Q. That’s a great example. It sounds like there had to be a lot of ground work in place, though, for that to work out as it did.
A. Sure. First and foremost, this is a smart and talented lawyer who does great work for her clients. Being excellent at what you do is the best possible form of marketing.
Moreover, she and her staff had the necessary infrastructure. Their website had a blog. She had a great profile page on the firm website, with links to the blog posts she was doing. They had accounts on Twitter and LinkedIn. They were diligent about keeping up with those things in simple but fundamental ways: connecting with every client on LinkedIn, following the journalists who write about their clients’ businesses on Twitter, keeping contact information in their CRM database so they could send out newsletters and eblasts.
They didn’t have a huge marketing budget, but they did make this a priority. An administrative assistant kept a calendar to track when new blog posts were going up and if too much time was passing, she’d remind the attorney to get something up there. This same assistant also had a reading list and when she came across an article that mentioned certain management issues in manufacturing, she forwarded it to the attorney. So the appearance was always there that the attorney was very much up-to-the-minute on industry developments.
Q. This sounds like a great way to build business for a certain kind of practitioner. Can anyone to position themselves as a thought leader?
A. Certainly I believe that most attorneys can. The ABA Journal just came out with its list of the Top 100 legal blogs of 2016 and a lot of them belong to individual attorneys who are writing about a single area of focus: golf-related legal issues, beer-related legal issues, legal issues around space exploration, intellectual property issues in pop culture, and on and on.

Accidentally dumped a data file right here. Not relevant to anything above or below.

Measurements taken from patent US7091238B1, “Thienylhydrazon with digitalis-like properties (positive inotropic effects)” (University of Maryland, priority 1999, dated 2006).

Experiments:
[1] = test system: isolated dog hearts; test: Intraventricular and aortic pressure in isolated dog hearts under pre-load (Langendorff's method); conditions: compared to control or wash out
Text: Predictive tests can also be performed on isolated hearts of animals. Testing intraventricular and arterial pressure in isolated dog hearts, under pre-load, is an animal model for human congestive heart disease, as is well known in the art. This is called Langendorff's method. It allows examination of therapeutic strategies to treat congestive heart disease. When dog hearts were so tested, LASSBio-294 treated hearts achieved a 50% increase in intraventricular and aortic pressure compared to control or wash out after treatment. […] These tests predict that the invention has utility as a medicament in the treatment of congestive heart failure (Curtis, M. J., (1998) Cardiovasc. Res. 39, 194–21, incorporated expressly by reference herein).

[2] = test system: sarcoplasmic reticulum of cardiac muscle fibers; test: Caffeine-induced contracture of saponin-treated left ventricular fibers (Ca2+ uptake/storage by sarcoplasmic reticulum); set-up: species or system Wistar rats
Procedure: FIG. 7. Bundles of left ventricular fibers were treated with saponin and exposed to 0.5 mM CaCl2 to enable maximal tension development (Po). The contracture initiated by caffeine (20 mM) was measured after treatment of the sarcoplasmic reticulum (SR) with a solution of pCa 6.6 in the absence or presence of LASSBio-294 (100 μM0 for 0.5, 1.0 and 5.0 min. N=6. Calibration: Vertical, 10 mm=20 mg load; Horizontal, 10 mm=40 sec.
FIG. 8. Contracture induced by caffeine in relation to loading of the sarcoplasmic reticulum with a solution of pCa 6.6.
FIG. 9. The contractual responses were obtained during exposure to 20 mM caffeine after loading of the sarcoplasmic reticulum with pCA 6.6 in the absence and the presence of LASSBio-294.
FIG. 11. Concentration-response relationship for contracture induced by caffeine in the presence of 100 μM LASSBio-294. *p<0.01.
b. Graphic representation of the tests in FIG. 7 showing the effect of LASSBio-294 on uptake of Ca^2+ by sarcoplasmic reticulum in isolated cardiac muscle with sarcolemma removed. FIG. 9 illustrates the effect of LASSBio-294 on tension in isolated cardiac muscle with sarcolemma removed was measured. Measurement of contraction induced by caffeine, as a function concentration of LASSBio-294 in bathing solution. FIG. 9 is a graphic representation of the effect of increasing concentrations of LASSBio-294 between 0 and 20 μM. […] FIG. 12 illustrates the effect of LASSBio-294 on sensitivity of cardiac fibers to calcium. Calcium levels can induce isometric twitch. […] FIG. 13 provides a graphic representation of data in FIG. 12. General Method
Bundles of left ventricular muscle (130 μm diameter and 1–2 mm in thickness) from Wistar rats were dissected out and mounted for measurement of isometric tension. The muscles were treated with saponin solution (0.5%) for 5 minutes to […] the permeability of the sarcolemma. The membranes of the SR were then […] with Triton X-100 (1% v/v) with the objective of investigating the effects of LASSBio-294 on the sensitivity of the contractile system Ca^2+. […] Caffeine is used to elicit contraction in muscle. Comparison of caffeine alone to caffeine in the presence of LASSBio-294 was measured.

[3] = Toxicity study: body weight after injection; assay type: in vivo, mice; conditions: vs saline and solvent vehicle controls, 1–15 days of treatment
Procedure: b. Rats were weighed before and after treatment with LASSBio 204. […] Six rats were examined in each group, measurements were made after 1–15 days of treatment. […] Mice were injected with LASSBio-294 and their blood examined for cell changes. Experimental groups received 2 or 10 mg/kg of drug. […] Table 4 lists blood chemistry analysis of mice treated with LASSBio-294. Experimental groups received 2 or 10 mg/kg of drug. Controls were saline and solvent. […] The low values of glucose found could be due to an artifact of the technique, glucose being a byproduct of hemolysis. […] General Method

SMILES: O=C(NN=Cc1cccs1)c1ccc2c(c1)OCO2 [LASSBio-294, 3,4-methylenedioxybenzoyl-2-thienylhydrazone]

Even in this crowded marketplace, there is room to find an area of focus to attach yourself to.
Q. Is blogging necessary to promoting yourself as a thought leader?
A. It’s definitely helpful. There’s no easier way to get your thoughts published than to do it yourself on your own site.
But I wouldn’t say it’s absolutely necessary and there’s definitely more than one way to go about it.
If you don’t have a robust web site or you don’t want to get in to the technical side of hosting a blog, you can post from your LinkedIn account using their LinkedIn publishing tool. Obviously, this is going to drive readers to your personal LinkedIn page rather than your firm website, so it makes it a little more difficult to contact you directly, but its an option.
There are also plenty of outlets – online and traditional – that will accept submitted articles for consideration. You can write articles and send them to the publications that your clients and potential clients see. I’d typically advise doing that in addition to your own blogging. Placing articles for publication is time consuming, high effort work. You need to know the editorial guidelines of each publication, find the right person to get it to, keep track of any deadlines or specific formatting requirements. That’s work that a firm marketing department might be able to do or an outside PR firm; it would really be a lot for an attorney to try to manage himself. There just aren’t enough hours in the day.